The Process of Attempting to Ascertain the Original Wording of the Original Texts of the New Testament

Confronted by a mass of conflicting readings, editors must decide which variants deserve to be included in the text and which should be relegated to the apparatus. Although at first, it may seem to be a hopeless task amid so many thousands of variant readings to sort out those that should be regarded as original, textual scholars have developed certain generally acknowledged criteria of evaluation.

History of the Transmission of the New Testament Text

In the earliest days of the Christian church, after an apostolic letter was sent to a congregation or an individual, or after a gospel was written to meet the needs of a particular reading public, copies would be made in order to extend its influence and to enable others to profit from it as well. It was inevitable that such handwritten copies would contain a greater or lesser number of differences in wording from the original.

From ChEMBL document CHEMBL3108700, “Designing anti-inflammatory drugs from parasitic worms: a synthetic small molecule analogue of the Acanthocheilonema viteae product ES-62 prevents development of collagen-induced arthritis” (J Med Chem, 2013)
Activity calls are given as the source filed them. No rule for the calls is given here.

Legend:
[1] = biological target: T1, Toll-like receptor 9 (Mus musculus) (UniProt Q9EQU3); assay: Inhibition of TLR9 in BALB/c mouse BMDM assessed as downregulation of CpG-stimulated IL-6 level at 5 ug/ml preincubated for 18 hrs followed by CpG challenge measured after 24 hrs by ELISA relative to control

NEW TESTAMENT TEXTUAL STUDIES: Important Uncial Manuscripts

The manuscripts typically classified as “uncial” are so designated to differentiate them from papyrus manuscripts. In a sense, this is a misnomer because the real difference has to do with the material they are written on—vellum (treated animal hide) as compared to papyrus—not the kind of letters used. Indeed, the papyri are also written in uncials (capital letters), but the term “uncial” typically describes the majuscule lettering that was prominent in fourth-century biblical texts, such as in א, A, B, C.

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